But that doesn’t mean you necessarily need to invest in dozens of companies. Evaluating companies for long-term investments is a time-consuming process. It turns out that if you find 6 suitable companies besides the two companies in your portfolio, you will reduce your risk by 40 percentage points. In reality, you would have to analyze many more companies. But if you add another 8 companies, the risk is reduced by only 10 percentage points. In other words, more effort is needed, but the return in the form of reduced risk will be less.

Also, the more companies in the portfolio, the harder it is to look for new successful investment ideas. For this reason, some prominent investors have advocated having a small number of securities in a portfolio.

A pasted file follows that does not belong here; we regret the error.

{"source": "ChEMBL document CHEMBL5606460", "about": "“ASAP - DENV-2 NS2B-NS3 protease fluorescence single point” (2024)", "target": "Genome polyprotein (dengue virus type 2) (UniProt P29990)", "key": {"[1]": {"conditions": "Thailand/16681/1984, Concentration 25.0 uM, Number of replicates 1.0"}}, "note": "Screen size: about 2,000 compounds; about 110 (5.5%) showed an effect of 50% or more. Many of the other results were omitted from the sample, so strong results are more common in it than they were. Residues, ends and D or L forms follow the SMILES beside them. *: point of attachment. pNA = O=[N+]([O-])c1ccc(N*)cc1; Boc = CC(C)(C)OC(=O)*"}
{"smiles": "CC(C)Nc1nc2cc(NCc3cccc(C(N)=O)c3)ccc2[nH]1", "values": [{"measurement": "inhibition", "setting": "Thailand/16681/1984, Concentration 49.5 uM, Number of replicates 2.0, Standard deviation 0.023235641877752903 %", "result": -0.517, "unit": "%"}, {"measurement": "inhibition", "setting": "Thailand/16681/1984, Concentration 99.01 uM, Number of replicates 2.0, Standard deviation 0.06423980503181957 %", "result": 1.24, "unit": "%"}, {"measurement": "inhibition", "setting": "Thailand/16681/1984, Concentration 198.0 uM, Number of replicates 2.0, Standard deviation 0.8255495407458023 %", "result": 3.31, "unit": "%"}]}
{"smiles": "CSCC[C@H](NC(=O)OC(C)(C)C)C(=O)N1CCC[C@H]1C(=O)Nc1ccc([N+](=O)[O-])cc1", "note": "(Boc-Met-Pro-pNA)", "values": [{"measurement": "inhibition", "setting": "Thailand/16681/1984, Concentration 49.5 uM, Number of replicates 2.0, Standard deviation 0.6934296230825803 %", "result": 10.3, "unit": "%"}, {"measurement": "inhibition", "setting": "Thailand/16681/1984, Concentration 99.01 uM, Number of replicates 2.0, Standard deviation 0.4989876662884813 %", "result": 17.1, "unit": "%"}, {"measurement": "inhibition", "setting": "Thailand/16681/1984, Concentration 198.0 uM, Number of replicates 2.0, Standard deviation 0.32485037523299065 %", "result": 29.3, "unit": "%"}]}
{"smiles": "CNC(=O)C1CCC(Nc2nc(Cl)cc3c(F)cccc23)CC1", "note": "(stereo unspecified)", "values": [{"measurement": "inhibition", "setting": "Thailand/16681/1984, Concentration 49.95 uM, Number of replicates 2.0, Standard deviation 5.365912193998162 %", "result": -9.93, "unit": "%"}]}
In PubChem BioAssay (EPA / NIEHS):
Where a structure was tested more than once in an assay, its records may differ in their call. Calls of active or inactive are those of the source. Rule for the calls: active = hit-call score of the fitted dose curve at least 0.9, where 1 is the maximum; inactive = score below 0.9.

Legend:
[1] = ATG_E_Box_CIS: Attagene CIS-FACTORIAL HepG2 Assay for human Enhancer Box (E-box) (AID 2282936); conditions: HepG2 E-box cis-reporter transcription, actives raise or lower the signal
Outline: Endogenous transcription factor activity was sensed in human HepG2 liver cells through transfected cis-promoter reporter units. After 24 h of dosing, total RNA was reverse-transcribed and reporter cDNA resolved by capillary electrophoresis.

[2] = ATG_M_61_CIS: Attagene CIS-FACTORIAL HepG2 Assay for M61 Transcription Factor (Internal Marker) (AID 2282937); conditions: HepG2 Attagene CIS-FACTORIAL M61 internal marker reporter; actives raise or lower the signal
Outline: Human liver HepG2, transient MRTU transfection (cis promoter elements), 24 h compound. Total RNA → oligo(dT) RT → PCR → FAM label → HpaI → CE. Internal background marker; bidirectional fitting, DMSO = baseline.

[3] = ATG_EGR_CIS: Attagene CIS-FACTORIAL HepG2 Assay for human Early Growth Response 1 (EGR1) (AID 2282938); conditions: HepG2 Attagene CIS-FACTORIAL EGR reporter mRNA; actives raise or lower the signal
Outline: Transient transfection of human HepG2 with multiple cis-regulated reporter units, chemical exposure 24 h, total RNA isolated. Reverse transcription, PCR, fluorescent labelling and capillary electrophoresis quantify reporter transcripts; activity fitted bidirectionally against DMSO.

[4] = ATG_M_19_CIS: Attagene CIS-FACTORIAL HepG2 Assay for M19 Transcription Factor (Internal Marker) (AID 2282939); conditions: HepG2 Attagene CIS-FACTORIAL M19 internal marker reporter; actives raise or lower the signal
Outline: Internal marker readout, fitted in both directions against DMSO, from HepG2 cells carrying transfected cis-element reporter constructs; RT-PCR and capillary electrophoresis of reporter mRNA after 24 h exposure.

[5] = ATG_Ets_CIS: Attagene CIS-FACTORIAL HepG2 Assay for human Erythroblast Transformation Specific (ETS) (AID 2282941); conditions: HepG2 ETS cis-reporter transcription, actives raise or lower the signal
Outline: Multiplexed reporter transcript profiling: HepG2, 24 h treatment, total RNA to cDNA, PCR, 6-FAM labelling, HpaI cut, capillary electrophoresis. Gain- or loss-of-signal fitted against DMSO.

Not every portfolio with a large number of stocks from different industries will be reliable. For example, if you buy stocks in retailers, transportation, and telecommunications companies, all of the stocks in your portfolio will be dependent on domestic demand. If people’s incomes fall, the performance of many companies in that sector may deteriorate, and as a consequence, the stock will go down in value.

In order to diversify properly, you will have to understand a little bit about how companies do business and the risks associated with the industries in which they operate. Your job is to assemble stocks that don’t depend on each other or on a single metric.

How to Diversify Your Portfolio as a Whole

There are no universal rules, so you’ll have to turn to financial gurus. The optimal portfolio should look like this:

  • 30% invested in stocks of large companies.